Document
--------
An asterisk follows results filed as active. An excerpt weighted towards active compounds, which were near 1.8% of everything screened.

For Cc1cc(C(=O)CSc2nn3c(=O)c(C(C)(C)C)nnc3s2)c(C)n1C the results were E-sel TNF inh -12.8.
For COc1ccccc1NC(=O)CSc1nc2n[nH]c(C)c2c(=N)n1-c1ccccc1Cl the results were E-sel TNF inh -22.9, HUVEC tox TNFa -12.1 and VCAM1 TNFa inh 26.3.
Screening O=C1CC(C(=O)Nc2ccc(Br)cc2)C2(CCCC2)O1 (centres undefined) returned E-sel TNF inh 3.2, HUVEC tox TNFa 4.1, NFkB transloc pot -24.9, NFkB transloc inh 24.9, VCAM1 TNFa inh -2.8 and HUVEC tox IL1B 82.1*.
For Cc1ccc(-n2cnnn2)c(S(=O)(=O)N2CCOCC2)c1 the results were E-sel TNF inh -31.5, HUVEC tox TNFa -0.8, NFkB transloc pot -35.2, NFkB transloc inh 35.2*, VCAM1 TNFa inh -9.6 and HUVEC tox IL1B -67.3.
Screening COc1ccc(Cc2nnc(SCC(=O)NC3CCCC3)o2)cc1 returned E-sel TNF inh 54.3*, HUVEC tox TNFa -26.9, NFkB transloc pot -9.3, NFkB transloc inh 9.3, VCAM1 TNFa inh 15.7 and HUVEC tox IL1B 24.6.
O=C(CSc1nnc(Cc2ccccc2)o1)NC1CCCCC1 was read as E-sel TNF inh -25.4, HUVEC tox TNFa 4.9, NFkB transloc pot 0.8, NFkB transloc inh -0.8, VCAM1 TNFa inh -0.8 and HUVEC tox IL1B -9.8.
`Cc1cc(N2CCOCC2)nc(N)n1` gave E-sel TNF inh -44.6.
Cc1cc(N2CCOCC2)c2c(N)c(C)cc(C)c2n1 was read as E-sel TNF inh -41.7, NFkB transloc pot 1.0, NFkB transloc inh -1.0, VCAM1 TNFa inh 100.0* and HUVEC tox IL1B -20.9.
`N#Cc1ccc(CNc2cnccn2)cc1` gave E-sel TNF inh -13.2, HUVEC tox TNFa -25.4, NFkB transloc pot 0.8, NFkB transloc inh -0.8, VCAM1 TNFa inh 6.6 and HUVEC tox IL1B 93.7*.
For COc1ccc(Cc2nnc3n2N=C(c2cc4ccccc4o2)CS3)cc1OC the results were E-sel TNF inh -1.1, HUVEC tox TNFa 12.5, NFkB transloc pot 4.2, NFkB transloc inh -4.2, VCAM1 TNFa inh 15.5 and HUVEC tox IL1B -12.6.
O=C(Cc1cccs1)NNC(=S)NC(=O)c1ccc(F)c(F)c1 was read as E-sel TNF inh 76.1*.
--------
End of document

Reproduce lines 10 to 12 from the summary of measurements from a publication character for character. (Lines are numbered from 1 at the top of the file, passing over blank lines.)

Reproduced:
`N#Cc1ccc(CNc2cnccn2)cc1` gave E-sel TNF inh -13.2, HUVEC tox TNFa -25.4, NFkB transloc pot 0.8, NFkB transloc inh -0.8, VCAM1 TNFa inh 6.6 and HUVEC tox IL1B 93.7*.
For COc1ccc(Cc2nnc3n2N=C(c2cc4ccccc4o2)CS3)cc1OC the results were E-sel TNF inh -1.1, HUVEC tox TNFa 12.5, NFkB transloc pot 4.2, NFkB transloc inh -4.2, VCAM1 TNFa inh 15.5 and HUVEC tox IL1B -12.6.
O=C(Cc1cccs1)NNC(=S)NC(=O)c1ccc(F)c(F)c1 was read as E-sel TNF inh 76.1*.